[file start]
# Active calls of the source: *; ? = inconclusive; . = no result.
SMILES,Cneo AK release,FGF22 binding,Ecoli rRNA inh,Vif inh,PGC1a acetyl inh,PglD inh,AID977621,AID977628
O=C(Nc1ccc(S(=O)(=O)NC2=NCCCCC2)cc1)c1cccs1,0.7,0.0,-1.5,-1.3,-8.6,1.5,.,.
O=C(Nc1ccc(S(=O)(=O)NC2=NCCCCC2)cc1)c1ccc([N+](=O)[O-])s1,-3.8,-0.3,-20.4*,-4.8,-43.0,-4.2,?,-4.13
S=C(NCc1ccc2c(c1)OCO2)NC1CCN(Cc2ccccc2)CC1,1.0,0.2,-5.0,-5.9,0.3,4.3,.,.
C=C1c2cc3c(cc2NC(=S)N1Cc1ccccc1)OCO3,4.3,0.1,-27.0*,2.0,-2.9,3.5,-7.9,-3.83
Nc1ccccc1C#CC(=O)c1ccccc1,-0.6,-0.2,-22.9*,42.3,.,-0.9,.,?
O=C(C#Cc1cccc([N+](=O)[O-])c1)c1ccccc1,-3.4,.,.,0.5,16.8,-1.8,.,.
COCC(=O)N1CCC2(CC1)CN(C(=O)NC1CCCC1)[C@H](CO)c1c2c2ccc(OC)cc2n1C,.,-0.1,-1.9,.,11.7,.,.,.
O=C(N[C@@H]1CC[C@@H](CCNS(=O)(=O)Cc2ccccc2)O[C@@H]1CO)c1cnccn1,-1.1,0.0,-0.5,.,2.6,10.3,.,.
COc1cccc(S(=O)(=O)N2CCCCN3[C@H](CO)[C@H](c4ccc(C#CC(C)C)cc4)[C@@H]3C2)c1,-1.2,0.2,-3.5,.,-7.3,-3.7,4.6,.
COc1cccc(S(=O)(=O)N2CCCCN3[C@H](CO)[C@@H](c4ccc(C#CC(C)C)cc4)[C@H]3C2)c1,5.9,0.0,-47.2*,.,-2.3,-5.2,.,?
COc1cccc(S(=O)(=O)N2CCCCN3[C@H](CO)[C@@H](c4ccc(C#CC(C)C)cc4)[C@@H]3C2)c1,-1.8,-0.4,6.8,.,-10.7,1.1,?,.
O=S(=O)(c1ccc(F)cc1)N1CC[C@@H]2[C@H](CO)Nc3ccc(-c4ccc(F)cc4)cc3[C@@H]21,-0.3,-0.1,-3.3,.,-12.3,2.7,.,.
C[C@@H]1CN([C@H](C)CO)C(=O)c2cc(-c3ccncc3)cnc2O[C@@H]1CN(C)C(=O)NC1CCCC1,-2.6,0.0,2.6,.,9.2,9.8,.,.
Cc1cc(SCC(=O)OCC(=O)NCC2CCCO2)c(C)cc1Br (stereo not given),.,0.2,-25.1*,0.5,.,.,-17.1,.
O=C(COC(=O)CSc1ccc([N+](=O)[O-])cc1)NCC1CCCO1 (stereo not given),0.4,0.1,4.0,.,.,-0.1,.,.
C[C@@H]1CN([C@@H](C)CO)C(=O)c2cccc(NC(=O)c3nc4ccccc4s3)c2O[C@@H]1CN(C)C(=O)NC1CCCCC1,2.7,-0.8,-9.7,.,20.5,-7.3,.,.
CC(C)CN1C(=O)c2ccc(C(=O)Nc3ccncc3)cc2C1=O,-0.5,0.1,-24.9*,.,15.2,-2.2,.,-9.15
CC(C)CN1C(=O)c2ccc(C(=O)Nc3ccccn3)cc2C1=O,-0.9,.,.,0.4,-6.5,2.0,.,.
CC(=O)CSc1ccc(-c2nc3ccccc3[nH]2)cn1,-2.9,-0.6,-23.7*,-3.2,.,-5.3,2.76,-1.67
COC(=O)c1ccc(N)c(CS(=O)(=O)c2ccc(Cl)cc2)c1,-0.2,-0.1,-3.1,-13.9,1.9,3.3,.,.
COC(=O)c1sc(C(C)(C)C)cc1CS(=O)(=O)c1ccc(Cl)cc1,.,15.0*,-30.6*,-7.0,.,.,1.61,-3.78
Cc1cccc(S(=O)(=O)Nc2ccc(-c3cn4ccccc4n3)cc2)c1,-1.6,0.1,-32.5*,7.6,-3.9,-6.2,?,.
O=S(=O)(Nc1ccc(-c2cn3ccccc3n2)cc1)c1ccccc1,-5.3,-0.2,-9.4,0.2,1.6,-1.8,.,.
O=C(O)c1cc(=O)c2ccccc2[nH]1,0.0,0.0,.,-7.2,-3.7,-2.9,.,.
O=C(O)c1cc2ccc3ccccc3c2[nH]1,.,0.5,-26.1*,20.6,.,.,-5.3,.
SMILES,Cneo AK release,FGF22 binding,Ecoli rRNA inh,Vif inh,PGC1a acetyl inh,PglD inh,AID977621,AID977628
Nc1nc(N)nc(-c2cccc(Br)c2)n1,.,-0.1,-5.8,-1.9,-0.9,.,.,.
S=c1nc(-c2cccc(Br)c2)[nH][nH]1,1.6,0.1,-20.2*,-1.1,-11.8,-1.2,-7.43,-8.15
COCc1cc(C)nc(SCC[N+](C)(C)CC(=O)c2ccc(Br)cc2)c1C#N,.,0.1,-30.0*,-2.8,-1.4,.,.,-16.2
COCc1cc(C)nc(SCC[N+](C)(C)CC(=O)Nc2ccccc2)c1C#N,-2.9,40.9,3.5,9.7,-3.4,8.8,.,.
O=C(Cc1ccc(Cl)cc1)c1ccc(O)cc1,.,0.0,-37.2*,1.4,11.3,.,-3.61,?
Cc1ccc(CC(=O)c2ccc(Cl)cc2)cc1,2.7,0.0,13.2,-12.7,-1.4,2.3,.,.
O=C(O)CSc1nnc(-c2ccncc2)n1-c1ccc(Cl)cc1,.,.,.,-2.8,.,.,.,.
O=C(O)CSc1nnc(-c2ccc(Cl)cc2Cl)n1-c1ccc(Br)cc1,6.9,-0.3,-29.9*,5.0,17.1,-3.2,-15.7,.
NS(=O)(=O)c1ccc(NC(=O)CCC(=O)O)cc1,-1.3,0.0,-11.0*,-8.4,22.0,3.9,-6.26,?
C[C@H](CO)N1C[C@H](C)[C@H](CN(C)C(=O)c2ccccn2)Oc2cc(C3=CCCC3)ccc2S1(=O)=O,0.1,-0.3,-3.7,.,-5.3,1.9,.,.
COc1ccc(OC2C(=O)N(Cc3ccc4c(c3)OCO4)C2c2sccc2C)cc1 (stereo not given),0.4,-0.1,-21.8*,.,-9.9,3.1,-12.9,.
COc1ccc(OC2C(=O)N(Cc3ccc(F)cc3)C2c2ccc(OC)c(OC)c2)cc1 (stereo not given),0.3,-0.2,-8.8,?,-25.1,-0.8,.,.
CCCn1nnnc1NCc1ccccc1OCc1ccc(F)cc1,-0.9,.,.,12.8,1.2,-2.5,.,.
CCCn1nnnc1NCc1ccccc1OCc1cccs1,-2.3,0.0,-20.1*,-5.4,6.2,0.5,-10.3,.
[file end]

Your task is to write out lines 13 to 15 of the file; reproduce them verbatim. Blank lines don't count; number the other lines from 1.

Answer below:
COc1cccc(S(=O)(=O)N2CCCCN3[C@H](CO)[C@@H](c4ccc(C#CC(C)C)cc4)[C@@H]3C2)c1,-1.8,-0.4,6.8,.,-10.7,1.1,?,.
O=S(=O)(c1ccc(F)cc1)N1CC[C@@H]2[C@H](CO)Nc3ccc(-c4ccc(F)cc4)cc3[C@@H]21,-0.3,-0.1,-3.3,.,-12.3,2.7,.,.
C[C@@H]1CN([C@H](C)CO)C(=O)c2cc(-c3ccncc3)cnc2O[C@@H]1CN(C)C(=O)NC1CCCC1,-2.6,0.0,2.6,.,9.2,9.8,.,.